I'm Canadian and my new husband is American. He needs a waver to get back into Canada from the US. The situation: He has misdemeanors in Detroit from 23+ yrs ago and Customs won't let him across into Canada. We were married before in the U.S. and had a child there, who was later naturalized as Canadian citizen when he was 1 yr. old when we divoprced; we re-married in Canada 4 days ago. He does not as of yet have a Canadian visa or green card or permanent residency, just has an enhanced ID card to go back and forth from US to Canada. The question is how does he go about getting a waver? Does it cost money and how much, where to go to do this, etc. *Note: his application for immigrating is in the beginning stages of process
Country relating to Question: Canada
State (if USA): Michigan
he tried going to the canadian consulate office --was closed with sign on door saying closed to the public,go to www.detroit.cc.ca
Also trying this website.
Hello:Your husband's admission into the country would possibly not be permitted until you receive confirmation of rehabilitation from a prior criminal offence by the Canadian government. You need to apply for a rehabilitation as a result of prior criminal record. If you do not do so, there is a chance the border agents will refuse your entry. They may not, but you cannot know for certain until at the border. It is in their discretion to refuse entry. You cannot get advance confirmation of whether you will be allowed entry or not without a rehabilitation. There are two ways to apply for the rehabilitation.Your admission into the country would possibly not be permitted until you receive confirmation of rehabilitation from a prior criminal offence by the Canadian government. You need to apply for a rehabilitation as a result of prior criminal record. If you do not do so, there is a chance the border agents will refuse your entry. They may not, but you cannot know for certain until at the border. It is in their discretion to refuse entry. You cannot get advance confirmation of whether you will be allowed entry or not without a rehabilitation. There are two ways to apply for the rehabilitation.For certain charges, you have to wait ten years after any sentence has been completed. Your husband is well past that point. Once you are past the waiting period, you can then apply at the border for a deemed rehabilitation. You would need to take with you documents to confirm your conviction and sentence and a copy of a criminal record. The government will not guarantee that you will be granted a deemed rehabilitation though. This still remains in the discretion off the border official, although it would be rare that admission would be refused for minor offences occurring long ago.The other option is to apply to the Canadian government ahead of time for an individual rehabilitation. This basically involves sending them similar information and paying an application fee. This is still not possible until the wait period has elapsed.Here is a link to the specific federal government website that explains the process for each kind of application:www.cic.gc.ca/english/information/applications/rehabil.aspxUnfortunately, there is no guaranteed way that you will be able to enter the country without these documents. Please review the above, and if you have another specific question for me I will try to answer it.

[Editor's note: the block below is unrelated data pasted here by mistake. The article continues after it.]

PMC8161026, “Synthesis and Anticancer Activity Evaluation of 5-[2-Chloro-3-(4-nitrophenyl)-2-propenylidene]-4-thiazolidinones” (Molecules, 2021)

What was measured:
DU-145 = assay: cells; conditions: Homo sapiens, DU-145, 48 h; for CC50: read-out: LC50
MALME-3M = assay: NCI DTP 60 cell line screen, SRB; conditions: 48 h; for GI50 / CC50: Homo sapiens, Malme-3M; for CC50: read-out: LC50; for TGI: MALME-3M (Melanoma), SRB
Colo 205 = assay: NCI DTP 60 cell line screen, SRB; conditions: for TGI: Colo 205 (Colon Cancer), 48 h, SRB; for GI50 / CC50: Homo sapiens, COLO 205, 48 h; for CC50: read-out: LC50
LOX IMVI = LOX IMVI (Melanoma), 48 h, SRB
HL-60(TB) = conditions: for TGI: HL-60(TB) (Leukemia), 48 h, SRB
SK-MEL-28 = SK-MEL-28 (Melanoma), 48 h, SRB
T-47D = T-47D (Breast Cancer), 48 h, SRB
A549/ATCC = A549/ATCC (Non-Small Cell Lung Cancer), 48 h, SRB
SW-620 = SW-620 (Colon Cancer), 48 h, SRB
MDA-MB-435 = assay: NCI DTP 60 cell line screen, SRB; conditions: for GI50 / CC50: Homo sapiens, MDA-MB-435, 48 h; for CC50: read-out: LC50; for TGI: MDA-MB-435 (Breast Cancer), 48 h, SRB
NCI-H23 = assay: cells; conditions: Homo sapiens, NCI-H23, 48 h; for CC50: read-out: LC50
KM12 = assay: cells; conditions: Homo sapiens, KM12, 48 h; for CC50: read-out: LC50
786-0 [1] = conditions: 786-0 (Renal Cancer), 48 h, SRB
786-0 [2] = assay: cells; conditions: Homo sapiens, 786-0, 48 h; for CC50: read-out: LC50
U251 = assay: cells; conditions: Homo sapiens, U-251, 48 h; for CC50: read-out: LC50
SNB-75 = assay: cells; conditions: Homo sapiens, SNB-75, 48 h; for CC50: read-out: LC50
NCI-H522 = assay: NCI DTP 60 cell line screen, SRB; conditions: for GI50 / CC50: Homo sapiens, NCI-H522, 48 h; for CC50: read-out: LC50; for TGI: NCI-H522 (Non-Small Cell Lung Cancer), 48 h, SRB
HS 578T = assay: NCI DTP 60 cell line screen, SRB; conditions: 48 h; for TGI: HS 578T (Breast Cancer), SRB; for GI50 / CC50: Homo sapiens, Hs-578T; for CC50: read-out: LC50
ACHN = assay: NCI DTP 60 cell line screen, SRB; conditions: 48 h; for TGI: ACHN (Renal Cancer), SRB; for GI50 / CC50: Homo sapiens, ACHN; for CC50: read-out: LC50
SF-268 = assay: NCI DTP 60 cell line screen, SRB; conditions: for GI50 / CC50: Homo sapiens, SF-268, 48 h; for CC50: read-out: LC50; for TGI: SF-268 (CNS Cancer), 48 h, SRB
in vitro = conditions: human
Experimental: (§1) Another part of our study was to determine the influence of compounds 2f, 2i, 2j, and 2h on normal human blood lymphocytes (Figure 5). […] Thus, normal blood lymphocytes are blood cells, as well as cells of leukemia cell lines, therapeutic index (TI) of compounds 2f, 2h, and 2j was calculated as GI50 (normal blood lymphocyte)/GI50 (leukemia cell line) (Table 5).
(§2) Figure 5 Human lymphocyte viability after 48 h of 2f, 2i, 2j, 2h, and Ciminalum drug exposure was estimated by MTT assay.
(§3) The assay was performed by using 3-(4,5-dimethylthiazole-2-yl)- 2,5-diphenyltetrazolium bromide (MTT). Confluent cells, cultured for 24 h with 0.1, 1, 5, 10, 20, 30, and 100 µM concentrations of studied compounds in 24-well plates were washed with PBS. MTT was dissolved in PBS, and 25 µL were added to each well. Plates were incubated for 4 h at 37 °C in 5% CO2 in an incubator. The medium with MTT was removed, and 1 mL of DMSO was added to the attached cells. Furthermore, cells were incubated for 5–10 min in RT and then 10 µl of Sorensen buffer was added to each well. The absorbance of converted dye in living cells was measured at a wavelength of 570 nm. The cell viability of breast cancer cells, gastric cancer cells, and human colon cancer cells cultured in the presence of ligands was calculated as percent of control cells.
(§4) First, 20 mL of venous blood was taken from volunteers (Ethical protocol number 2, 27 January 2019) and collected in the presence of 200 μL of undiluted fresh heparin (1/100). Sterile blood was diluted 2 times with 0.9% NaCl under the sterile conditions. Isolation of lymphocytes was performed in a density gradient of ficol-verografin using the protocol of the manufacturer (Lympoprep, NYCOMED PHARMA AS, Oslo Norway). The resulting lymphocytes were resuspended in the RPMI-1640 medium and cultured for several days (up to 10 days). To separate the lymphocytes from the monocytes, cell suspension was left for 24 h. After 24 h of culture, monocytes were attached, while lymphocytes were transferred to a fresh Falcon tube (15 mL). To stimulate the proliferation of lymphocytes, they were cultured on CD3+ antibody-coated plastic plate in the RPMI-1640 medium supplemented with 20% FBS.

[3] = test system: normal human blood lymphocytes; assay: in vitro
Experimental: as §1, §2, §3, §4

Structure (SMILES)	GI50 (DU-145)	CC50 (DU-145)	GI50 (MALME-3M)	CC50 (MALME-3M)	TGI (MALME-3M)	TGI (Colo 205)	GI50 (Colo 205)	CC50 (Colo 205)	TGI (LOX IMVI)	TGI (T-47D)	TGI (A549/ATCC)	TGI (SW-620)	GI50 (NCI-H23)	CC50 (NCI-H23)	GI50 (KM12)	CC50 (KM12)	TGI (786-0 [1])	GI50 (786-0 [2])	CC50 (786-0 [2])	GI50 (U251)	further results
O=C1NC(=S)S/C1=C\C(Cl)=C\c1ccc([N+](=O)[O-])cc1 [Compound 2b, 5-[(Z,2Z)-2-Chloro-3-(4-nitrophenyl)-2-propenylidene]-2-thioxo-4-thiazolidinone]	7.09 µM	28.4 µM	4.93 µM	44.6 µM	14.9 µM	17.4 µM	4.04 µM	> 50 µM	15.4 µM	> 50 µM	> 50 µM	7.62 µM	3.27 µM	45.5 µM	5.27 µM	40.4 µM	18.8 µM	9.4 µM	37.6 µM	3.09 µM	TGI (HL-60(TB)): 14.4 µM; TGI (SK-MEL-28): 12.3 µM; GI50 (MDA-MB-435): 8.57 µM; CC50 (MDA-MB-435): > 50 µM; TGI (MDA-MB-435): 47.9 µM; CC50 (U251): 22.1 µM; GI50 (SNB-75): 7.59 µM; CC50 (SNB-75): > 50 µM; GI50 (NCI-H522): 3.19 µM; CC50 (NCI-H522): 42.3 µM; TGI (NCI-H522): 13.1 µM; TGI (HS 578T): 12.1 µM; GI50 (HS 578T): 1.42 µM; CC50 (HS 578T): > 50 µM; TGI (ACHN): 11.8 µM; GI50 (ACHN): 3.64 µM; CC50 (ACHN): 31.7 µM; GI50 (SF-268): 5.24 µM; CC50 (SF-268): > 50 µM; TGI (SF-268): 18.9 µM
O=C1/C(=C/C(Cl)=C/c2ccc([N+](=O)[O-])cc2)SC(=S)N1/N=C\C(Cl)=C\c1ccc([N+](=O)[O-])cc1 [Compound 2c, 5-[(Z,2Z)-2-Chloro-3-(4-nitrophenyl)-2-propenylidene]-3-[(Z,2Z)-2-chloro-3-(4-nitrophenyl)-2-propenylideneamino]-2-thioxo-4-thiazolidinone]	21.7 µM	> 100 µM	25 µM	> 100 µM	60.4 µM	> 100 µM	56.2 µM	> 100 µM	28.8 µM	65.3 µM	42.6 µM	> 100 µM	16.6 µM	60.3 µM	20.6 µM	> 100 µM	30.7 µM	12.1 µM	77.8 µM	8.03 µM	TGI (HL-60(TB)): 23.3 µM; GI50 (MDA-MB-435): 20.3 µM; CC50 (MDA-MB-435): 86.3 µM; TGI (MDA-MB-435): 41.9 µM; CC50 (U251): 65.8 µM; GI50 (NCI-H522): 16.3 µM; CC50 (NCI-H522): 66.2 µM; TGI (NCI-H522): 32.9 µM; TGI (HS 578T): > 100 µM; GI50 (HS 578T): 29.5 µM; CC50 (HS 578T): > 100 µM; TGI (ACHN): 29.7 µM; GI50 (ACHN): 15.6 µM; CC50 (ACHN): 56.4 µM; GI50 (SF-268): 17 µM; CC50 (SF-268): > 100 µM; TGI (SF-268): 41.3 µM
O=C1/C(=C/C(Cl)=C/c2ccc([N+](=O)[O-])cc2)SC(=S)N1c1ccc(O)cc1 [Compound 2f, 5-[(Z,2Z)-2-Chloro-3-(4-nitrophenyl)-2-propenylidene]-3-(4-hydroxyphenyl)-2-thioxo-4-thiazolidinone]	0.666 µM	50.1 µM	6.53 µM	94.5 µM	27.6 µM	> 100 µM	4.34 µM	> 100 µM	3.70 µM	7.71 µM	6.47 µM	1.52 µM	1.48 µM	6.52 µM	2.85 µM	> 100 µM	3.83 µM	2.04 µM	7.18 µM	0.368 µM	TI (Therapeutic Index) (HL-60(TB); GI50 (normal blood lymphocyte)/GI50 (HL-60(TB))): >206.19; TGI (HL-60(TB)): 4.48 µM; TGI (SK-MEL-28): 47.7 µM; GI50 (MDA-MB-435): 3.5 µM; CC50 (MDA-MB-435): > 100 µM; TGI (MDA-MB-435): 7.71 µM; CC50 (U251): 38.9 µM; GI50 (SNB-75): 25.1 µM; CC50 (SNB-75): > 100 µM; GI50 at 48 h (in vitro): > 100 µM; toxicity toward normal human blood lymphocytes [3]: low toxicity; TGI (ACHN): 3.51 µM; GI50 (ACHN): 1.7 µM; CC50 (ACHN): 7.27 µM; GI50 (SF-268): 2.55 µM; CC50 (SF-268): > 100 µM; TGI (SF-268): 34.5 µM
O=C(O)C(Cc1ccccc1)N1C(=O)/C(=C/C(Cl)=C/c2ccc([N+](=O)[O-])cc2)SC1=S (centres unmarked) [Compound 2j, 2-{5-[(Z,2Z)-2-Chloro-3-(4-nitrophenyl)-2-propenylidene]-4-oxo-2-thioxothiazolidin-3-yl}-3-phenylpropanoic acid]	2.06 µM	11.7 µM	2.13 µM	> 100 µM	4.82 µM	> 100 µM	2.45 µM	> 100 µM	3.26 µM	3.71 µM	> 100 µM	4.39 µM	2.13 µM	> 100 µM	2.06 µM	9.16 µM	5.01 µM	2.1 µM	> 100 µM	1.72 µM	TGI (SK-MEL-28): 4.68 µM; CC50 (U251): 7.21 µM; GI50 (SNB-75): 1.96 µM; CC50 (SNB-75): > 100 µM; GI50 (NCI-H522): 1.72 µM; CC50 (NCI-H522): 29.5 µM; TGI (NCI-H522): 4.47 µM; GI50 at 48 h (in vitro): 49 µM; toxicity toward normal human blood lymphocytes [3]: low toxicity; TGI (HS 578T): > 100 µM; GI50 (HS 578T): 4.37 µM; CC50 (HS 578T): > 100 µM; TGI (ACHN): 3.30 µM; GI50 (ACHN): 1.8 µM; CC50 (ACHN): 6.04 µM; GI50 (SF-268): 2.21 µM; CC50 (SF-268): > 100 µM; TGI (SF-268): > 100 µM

with over 15 years experience.
He already got pardoned for these prior offenses so this advice really does help any, but thanks for trying.
Hello,Actually the pardon is irrelevant unless the convictions were expunged (only few States still offer expungement). The conviction would still appear on his record and he would need the rehabilitation order in hand to submit with your application, so Law.Hut is correct.Now the good news is that, if he has more than ten (10) years since the last sentance was completed (not given, but fully completed) then rehabilitation is ostensibly "deemed" so it ends up being more a function of just getting the paperwork done so you can submit with the application. There are also a very small number of cross-border immigration lawyers (that practice on both sides of the border) that may be able to help get the order right at Detroit (assuming he's trying to cross over the bridge or through the tunnel at Detroit/Windsor), otherwise the Peace Bridge in Buffalo. We're unforunately not permitted to recommend them by name on this service but you'll definitely find them if you search and they have had success in sorting these situations out pretty quickly by working with the officials at the crossing directly.Regards XXX XXXX wishes.